SALT LAKE CITY — Though former Salt Lake County Recorder Gary Ott died last month, a new legal fight between his family and his former employee and girlfriend has begun.
Karmen Sanone, who has also been identified as Ott's fiancee, wife, caregiver and longtime friend, has filed an objection to the appointment of Ott's sister, Kathy Chamberlain, to manage the late recorder's estate, arguing "she has priority for appointment as the wife of (Ott)," according to court documents.
Sanone has also filed a petition to recognize her relationship with Ott as a common-law marriage, which is pending in 2nd District Court, court documents state.
Sanone's attorney, Scott Hansen, declined to comment, citing pending litigation.
Ott's family's attorney, Mary Corporon, said her clients plan to file an objection to Sanone's petition.
"My clients will be pursuing the claim that they are the proper personal representatives of (Ott's) estate," said Corporon, who is also Ott's ex-wife.
She declined to comment on the value of Ott's estate.
A hearing has been scheduled on Nov. 29 in 3rd District Court to address Sanone's objection.
Sanone and Ott's siblings were locked in a monthslong legal battle prior to the recorder's death over who should be his guardian and financial conservator. However, the matter was rendered moot when Ott died Oct. 19 after succumbing to Alzheimer's disease at the age of 66.
Ott's health struggles made headlines over the 1 1/2 years as county employees expressed concerns about his well-being and alleged that Sanone and his former deputy, Julie Dole, had been hiding his condition so they could remain in their appointed positions. Both women continue to deny those allegations.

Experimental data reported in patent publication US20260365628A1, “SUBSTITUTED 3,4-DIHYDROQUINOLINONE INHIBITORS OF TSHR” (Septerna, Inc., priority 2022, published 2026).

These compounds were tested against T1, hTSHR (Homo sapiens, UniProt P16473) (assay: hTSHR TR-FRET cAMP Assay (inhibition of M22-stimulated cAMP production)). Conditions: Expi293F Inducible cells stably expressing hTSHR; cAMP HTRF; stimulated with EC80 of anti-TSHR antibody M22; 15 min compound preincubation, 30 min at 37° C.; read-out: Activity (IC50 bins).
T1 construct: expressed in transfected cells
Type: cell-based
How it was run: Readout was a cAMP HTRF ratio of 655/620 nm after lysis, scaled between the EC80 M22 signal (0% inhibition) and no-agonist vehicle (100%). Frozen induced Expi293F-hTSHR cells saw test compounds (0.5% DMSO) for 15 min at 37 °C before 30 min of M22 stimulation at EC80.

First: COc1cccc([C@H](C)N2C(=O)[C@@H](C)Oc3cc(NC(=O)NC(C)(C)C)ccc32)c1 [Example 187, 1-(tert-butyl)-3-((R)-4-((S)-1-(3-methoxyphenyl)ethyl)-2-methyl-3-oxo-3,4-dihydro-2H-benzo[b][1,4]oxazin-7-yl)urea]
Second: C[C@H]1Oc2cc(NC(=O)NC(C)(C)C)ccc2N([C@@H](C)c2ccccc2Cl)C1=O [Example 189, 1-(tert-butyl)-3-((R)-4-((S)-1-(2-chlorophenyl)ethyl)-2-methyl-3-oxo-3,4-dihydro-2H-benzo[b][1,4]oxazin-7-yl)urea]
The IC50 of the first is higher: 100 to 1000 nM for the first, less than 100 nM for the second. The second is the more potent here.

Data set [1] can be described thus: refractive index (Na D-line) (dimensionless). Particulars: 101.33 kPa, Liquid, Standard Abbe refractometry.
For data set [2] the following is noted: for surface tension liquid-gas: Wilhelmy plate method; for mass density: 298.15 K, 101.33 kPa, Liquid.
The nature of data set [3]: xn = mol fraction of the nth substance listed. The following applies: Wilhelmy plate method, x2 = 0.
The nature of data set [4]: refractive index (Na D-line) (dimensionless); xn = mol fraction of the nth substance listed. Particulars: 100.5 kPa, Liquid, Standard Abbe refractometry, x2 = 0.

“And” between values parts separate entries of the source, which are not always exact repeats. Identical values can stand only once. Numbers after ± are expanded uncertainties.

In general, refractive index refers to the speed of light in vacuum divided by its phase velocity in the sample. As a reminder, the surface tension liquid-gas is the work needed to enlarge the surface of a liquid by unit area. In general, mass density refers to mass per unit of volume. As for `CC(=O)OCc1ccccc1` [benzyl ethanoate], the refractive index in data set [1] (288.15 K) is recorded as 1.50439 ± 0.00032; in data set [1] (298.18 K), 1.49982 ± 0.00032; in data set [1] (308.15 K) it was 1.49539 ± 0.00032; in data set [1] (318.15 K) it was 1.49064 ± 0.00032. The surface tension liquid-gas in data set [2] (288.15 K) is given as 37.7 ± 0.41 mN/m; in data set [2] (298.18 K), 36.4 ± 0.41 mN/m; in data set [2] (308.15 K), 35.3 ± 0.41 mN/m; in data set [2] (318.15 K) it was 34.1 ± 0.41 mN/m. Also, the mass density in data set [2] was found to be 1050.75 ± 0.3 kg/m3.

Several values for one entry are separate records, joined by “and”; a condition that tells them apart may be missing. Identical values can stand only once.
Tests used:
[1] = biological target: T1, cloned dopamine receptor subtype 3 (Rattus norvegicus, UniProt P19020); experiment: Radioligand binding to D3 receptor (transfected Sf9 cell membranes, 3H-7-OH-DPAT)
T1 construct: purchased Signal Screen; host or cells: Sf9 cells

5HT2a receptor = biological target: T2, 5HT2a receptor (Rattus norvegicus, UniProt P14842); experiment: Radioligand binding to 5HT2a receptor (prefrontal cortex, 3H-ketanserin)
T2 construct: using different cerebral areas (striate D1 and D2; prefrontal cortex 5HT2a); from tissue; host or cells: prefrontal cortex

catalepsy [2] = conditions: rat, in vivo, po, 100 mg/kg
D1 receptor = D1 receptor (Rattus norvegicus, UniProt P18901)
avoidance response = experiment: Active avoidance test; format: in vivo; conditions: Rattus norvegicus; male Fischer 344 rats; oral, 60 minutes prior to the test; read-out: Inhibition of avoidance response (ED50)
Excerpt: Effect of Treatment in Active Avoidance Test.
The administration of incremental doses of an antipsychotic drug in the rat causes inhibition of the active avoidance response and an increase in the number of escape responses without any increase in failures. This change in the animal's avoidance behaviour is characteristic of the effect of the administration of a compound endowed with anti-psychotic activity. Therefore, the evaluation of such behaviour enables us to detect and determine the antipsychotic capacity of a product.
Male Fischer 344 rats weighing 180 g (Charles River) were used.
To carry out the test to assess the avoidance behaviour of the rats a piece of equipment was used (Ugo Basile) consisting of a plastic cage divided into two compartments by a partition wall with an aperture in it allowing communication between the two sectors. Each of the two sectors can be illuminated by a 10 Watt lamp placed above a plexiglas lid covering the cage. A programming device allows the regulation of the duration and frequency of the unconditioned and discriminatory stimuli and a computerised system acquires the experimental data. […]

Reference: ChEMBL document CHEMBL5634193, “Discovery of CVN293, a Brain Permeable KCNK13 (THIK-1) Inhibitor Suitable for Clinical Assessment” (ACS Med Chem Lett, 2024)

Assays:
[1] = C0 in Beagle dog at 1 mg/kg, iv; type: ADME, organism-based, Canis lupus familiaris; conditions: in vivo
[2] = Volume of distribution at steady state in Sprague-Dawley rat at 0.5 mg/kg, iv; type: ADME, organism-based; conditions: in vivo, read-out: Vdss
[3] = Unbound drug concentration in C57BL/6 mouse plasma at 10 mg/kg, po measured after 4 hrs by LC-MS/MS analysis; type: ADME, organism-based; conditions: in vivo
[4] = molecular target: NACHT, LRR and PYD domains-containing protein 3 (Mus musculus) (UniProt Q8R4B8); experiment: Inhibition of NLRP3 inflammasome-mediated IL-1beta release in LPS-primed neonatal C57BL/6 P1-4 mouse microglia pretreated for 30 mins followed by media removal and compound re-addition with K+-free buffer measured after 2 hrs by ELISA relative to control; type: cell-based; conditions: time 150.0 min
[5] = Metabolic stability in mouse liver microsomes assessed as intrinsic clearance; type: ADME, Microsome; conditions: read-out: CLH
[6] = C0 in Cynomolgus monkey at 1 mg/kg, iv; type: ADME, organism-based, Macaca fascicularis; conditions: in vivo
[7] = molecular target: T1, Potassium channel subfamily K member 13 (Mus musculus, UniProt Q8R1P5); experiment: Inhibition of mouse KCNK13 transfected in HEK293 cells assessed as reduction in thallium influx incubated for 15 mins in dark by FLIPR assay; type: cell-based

Sanone's relationship with Ott also raised allegations of nepotism and prompted Salt Lake County officials to review the county's nepotism ordinance.
In past court documents, police reports and social media posts, Sanone has been identified as Ott's fiancee, girlfriend or wife, though the Deseret News has not been able to locate a marriage certificate on file for Sanone and Ott.
At the time she was a county employee, Sanone refused to comment about her relationship with Ott, calling the matter her "personal life."
Later, in court hearings during the legal dispute with Ott's family, Sanone's attorney refered to her as Ott's caregiver and significant other.
Ott lived with Sanone on her rural property in Weber County, according to court testimony, though he legally owned a home in Salt Lake City.
In Utah, residents can petition the court to recognize their relationship as a common-law marriage even though partners never had a marriage ceremony. If the court approves, the partners will be considered to have been married since the time certain conditions were met.
Those conditions include being of legal age and capable of giving consent; being legally capable of entering a solemnized marriage; having lived together; treating each other as though they are married; and presenting themselves to the public so other people believe they're married, according to the Utah courts website.